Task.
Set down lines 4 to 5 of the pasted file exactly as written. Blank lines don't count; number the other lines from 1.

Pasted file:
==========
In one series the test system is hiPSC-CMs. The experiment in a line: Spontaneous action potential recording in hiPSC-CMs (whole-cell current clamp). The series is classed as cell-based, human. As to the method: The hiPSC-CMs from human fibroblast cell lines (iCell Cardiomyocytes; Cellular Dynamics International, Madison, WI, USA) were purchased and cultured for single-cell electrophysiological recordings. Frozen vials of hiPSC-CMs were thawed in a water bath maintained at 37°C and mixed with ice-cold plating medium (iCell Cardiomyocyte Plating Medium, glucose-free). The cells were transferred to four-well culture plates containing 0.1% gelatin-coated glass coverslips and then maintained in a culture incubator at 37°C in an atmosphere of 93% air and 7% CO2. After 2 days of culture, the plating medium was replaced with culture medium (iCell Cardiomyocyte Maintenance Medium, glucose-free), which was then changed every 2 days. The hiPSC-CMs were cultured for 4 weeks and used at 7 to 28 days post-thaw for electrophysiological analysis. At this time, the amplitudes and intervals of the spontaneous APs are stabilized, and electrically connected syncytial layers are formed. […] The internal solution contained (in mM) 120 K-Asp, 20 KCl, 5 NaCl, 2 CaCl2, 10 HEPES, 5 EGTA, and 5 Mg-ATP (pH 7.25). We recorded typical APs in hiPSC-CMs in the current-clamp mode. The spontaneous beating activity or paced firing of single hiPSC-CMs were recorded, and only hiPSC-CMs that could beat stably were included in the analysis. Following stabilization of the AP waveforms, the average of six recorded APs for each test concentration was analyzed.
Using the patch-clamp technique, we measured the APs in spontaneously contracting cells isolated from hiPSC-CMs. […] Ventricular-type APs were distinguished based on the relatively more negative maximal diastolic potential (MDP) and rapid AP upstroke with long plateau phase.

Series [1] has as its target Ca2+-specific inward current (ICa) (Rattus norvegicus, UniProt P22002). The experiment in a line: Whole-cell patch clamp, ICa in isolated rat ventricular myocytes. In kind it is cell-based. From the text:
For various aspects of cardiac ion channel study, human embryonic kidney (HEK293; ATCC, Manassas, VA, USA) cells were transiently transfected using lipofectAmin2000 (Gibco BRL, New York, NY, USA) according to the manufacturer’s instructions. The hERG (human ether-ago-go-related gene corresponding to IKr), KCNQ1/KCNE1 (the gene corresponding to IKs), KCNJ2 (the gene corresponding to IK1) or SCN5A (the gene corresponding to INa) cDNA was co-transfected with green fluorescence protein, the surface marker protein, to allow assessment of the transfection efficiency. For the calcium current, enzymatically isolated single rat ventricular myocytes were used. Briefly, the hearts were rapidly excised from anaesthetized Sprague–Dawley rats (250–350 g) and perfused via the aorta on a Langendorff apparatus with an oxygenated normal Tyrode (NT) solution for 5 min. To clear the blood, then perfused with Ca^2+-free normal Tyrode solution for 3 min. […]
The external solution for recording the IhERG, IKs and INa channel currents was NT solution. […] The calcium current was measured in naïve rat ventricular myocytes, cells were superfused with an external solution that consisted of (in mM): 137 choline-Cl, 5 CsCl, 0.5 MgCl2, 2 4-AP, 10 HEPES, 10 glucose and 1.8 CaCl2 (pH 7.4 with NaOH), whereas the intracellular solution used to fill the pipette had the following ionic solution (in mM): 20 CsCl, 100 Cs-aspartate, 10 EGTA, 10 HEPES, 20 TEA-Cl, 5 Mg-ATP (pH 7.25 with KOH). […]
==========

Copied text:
For various aspects of cardiac ion channel study, human embryonic kidney (HEK293; ATCC, Manassas, VA, USA) cells were transiently transfected using lipofectAmin2000 (Gibco BRL, New York, NY, USA) according to the manufacturer’s instructions. The hERG (human ether-ago-go-related gene corresponding to IKr), KCNQ1/KCNE1 (the gene corresponding to IKs), KCNJ2 (the gene corresponding to IK1) or SCN5A (the gene corresponding to INa) cDNA was co-transfected with green fluorescence protein, the surface marker protein, to allow assessment of the transfection efficiency. For the calcium current, enzymatically isolated single rat ventricular myocytes were used. Briefly, the hearts were rapidly excised from anaesthetized Sprague–Dawley rats (250–350 g) and perfused via the aorta on a Langendorff apparatus with an oxygenated normal Tyrode (NT) solution for 5 min. To clear the blood, then perfused with Ca^2+-free normal Tyrode solution for 3 min. […]
The external solution for recording the IhERG, IKs and INa channel currents was NT solution. […] The calcium current was measured in naïve rat ventricular myocytes, cells were superfused with an external solution that consisted of (in mM): 137 choline-Cl, 5 CsCl, 0.5 MgCl2, 2 4-AP, 10 HEPES, 10 glucose and 1.8 CaCl2 (pH 7.4 with NaOH), whereas the intracellular solution used to fill the pipette had the following ionic solution (in mM): 20 CsCl, 100 Cs-aspartate, 10 EGTA, 10 HEPES, 20 TEA-Cl, 5 Mg-ATP (pH 7.25 with KOH). […]